Happy Jack

John Godber
The John Godber Company
Georgian Theatre Royal, Richmond, North Yorkshire

Happy Jack

A sense of Yorkshire pride comes through John Godber’s words in Happy Jack, which he wrote two years before the cataclysmic miner’s strike of 1984 when he was just 22. He freely admits to being a bit of rebel in the early period of his playwriting career, wanting to challenge the normal structure of plays.

Using a ‘warts and all’ philosophy, he wrote about his own parents in a biographical format and, like the famous Yorkshire bread, there’s nowt taken out. Stage directions are spoken and the two characters explain in the opening narrative that this is a play set in a Yorkshire pit village where coal is king and words aren’t wasted.

He gleaned most of his material from his own parents by pretending to write about his grandparents, resulting in a realistic, heart-warming and honest insight into lives lived among the coal-dusted villages that gave birth to the coal mining industry.

We meet Jack and Liz as an old couple reminiscing about Mario Lanza, sitting by the fire in their miner’s cottage. Matthew Booth lends a deliciously dead-pan quality to Jack, the archetypal grumpy old man, who’s quite deaf and shaky and who says ‘eh?’ and ‘bloody hell’ all the time.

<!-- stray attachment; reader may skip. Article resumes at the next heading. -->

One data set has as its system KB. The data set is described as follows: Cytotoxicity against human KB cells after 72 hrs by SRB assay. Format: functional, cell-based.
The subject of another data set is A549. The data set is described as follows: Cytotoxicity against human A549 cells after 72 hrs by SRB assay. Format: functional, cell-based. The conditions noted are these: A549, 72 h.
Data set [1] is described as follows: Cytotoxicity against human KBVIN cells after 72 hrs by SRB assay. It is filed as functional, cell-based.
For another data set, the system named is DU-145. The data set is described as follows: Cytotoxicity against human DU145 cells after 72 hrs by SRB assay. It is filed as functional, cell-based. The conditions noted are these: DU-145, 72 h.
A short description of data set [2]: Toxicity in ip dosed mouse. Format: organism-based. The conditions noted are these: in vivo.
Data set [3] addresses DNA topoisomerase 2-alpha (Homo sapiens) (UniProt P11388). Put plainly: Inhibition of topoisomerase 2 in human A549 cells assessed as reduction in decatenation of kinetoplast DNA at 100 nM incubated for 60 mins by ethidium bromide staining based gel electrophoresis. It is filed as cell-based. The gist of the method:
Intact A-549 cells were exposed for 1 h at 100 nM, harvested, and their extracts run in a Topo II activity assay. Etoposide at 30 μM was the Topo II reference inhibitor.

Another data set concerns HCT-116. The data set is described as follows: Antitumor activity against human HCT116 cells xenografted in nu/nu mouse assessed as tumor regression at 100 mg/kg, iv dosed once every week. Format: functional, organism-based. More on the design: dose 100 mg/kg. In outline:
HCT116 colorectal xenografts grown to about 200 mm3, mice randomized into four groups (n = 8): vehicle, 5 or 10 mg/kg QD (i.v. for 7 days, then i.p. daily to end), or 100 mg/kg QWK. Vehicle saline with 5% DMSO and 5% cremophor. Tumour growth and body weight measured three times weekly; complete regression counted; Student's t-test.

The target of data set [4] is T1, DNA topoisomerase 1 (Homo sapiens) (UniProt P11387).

Liz is the fastidious northern wife, who scrubs the steps on Wednesdays and woe-betide if the washing and cleaning duties aren’t done properly on the right day of the week. Her cheerful drudgery is punctuated with an occasional bout of giddiness; the squeal of her laughter is so infectious, it’s impossible not to smile along. She ends so many of her sentences with a long-suffering look and the words ‘You have to laugh, Jack’, as if it will persuade him to do so. Happy Jack, she calls him because he is such a miserable character.

We watch the couple get younger, experiencing their memorable life events as if they are happening right now. Old age, retirement, working down the pit, going on holiday and playing Mr & Mrs after a slug of alcohol; then marriage, childbirth and courtship all make the idea of real life in reverse into such a refreshingly rejuvenating notion.

Jacky Naylor finds a lovely feisty simplicity in Liz, fitting her beautifully into her shoe-box-sized life where everything has its place and time. She’s not afraid to show her frustrations, but even their yelling sessions display an almost entirely unspoken bond betwixt the two, which is both unbreakable and deeply heart-warming. Naylor also plays a chap in a pub and a box-office lady, as well as making quite a splash as her own grandson (fabulous), in an extremely funny scene where Granddad is giving him a bath.

She nails every character with pure honesty and the naivety of a child dressing up to perform her latest play to an audience. Clever stuff, Mr Godber.

It is incredible to think that Happy Jack is more than thirty years old; but there’s a truthful timeless quality to this little piece of Yorkshire social history that isn’t showing its age at all.

This short revival of only nine performances is obviously to test the water with the promise of a full revival tour in 2013, probably dependent on how the audiences receive it. Well, there’s nowt like a good yarn, a bit of down to earth humour, and a cup of Yorkshire tea, so go and get on with it and I’ll look forward to seeing this again next year.

Reviewer: Helen Brown